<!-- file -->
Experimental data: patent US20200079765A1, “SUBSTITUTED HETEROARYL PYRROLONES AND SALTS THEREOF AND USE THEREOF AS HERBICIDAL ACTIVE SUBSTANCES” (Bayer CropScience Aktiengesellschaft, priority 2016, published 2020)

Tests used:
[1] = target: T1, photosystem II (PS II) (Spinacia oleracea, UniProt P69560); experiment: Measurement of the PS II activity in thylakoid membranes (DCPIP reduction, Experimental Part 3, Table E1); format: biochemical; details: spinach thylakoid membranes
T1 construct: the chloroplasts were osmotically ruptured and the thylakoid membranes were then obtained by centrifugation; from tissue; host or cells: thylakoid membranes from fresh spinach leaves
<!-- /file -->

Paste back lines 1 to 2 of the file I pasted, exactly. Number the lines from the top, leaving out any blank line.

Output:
Experimental data: patent US20200079765A1, “SUBSTITUTED HETEROARYL PYRROLONES AND SALTS THEREOF AND USE THEREOF AS HERBICIDAL ACTIVE SUBSTANCES” (Bayer CropScience Aktiengesellschaft, priority 2016, published 2020)

Tests used: